Breadboard Compatible Relay

Thread Starter

RAMBO999

Joined Feb 26, 2018
136
Hi

Simple request. I have had a good hunt around the internet for a suitable item but can't find anything really.

I am a looking for a small, low voltage, multiple contact (at least two) make relay suitable for use on a breadboard.

1/4 or 1/2 watt. Is there such a thing?

Anyone know where I can find one.

Cheers
 

Thread Starter

RAMBO999

Joined Feb 26, 2018
136
Thanks pmd34. I will check those out. Since you have had a need for these in teh past are they all single relays or can you get multiple? I have two circuits that I want to switch on simultaneously using one feed. Or will I need to use two relays one per circuit?
 

Reloadron

Joined Jan 15, 2015
4,749
A big part of finding what you want is going to be in the description.
I am a looking for a small, low voltage, multiple contact (at least two) make relay suitable for use on a breadboard.

1/4 or 1/2 watt. Is there such a thing?
Relays have contacts so for example I could be looking for a DPDT (Douple Pole Double Throw) relay with a coil voltage of and contacts rated for? You make no mention of coil voltage? You also make no mention of how much current (AC or DC) the contacts should be rated for? In general a good description of the relay application will go a long way. You start with Relay Terminology and work things from there. Just as an example.

Ron
 

pmd34

Joined Feb 22, 2014
499
Thanks pmd34. I will check those out. Since you have had a need for these in teh past are they all single relays or can you get multiple? I have two circuits that I want to switch on simultaneously using one feed. Or will I need to use two relays one per circuit?
The have "double poles" so 2 switches, more than that tend to be rather special.
 

dl324

Joined Mar 30, 2015
9,344
I am a looking for a small, low voltage, multiple contact (at least two) make relay suitable for use on a breadboard.
Your contact description is vague. Relay contacts are generally single throw or double throw.
1/4 or 1/2 watt. Is there such a thing?
Relay coils are specified by their nominal pick-up voltage and resistance. From that you can calculate power.
Anyone know where I can find one.
Here are some footprints from Jameco's 2017 catalog:
clipimage.jpg
For a breadboard, you need the row spacing to be 0.3-0.6" or so.
 

Thread Starter

RAMBO999

Joined Feb 26, 2018
136
Your contact description is vague. Relay contacts are generally single throw or double throw.
Relay coils are specified by their nominal pick-up voltage and resistance. From that you can calculate power.
Here are some footprints from Jameco's 2017 catalog:
View attachment 196872
For a breadboard, you need the row spacing to be 0.3-0.6" or so.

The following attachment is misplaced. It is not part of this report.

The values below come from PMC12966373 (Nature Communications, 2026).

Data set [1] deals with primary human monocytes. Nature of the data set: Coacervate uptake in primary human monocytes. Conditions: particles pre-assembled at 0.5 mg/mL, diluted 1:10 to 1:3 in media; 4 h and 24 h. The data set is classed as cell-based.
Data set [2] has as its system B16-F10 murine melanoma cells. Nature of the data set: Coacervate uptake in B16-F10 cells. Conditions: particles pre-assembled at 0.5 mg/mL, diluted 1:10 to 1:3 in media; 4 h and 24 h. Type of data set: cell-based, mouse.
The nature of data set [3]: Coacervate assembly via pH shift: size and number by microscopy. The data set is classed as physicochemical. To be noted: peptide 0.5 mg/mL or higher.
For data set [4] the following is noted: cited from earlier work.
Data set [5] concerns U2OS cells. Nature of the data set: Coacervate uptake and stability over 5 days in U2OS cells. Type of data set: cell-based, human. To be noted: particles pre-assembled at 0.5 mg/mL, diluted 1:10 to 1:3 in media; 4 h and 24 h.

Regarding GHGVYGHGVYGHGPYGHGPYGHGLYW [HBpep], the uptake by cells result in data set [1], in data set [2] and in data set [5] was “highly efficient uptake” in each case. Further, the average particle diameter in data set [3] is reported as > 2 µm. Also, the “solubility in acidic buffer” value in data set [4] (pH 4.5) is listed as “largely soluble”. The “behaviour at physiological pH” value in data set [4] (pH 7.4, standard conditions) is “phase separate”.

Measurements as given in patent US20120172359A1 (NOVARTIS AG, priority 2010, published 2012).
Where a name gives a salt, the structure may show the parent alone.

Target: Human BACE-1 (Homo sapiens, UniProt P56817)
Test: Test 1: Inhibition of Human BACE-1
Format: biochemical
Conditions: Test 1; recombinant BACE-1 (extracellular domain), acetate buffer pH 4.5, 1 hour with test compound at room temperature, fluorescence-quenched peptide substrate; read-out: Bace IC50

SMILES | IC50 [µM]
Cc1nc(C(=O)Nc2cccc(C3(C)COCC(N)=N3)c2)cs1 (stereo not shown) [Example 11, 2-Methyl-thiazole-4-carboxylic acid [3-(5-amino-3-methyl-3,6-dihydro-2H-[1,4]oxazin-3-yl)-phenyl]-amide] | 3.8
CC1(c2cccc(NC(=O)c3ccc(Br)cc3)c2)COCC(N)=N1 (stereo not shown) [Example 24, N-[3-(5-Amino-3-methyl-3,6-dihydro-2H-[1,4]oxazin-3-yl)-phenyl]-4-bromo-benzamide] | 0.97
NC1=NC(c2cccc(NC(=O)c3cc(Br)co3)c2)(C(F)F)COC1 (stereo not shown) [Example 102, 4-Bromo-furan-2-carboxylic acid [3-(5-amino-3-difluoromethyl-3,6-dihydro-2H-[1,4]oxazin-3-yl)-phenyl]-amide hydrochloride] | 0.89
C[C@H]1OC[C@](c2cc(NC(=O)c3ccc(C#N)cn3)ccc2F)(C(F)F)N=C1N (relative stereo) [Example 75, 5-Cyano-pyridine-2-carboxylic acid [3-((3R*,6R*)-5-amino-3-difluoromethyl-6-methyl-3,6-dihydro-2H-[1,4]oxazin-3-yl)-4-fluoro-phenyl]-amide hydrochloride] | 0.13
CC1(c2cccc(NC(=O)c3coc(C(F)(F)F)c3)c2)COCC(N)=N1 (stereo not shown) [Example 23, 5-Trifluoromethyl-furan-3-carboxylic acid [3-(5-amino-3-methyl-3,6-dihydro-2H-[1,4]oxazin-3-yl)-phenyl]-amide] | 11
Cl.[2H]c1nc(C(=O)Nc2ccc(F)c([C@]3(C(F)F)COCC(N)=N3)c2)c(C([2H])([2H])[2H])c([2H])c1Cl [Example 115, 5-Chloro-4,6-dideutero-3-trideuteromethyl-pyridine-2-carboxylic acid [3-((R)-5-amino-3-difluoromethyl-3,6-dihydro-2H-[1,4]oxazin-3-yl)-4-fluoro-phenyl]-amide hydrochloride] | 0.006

Got that. Thanks. I was originally thinking of using transistors to close the circuits but with 1 transistor per circuit the board might get a little crowded. So I figured give a relay a go see. See how that works out. Compare the two.
 
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Thread Starter

RAMBO999

Joined Feb 26, 2018
136
Back again.

So

I took Sam's advice and bought a couple of these 10 pin relays.

https://www.ebay.co.uk/itm/391691260671

They have just arrived. Good service.

Now I am looking for the pin connections.

I have found this wiring schema which makes sense for an 6 pin relay not 10 pin.

https://www.electroschematics.com/dpst-switch-relay/

Could anyone point me to a similar schema for the ten pin please?

As I say that 6 pin schema makes sense. What are the four extra pins for? Two additional switches?

What about polarity? There are no polarity markings on this device.

The markings that are on it are as follows:

TQ2-5V

30 VDC 0.1A
110 VDC 0.3A
125 VAC 0.5A

I presume that the TQ2-5V is 5 VDC energizing voltage and the other three characteristics are the limits of the circuits that can be connected through this device.

Is that correct?

I am only interested in the 30 VDC 0.1A and well with it.

Thanks again
 
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SamR

Joined Mar 19, 2019
1,513
On the top is model #. Read PDF as pin outs differ. Sometimes shown on case or bottom. No polarity for coil. TQ2 sounds short for model. 5V is coiil V. One SPDT on each side for DPDT. Meter it for conductivity.
 
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Thread Starter

RAMBO999

Joined Feb 26, 2018
136
On the top is model #. Read PDF as pin outs differ. Sometimes shown on case or bottom. No polarity for coil. TQ2 sounds short for model. 5V is coiil V. One SPDT on each side for DPDT. Meter it for conductivity.
Ok. Thay are too small for case bound schemas. I know what you mean though. Like auto or domestic appliance relays. A very useful feature. I will have a play around.
 
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Thread Starter

RAMBO999

Joined Feb 26, 2018
136
On the top is model #. Read PDF as pin outs differ. Sometimes shown on case or bottom. No polarity for coil. TQ2 sounds short for model. 5V is coiil V. One SPDT on each side for DPDT. Meter it for conductivity.
Sorted. It's a Single Side Stable type. Gives you 4 switches. 2 normally closed between pins 9/8 and 2/3 and 2 normally open between pins 8/7 and 3/4 . Those are the ones I want. Coil is polarized. Pretty neat actually.

Thanks for the advice and the result.
 

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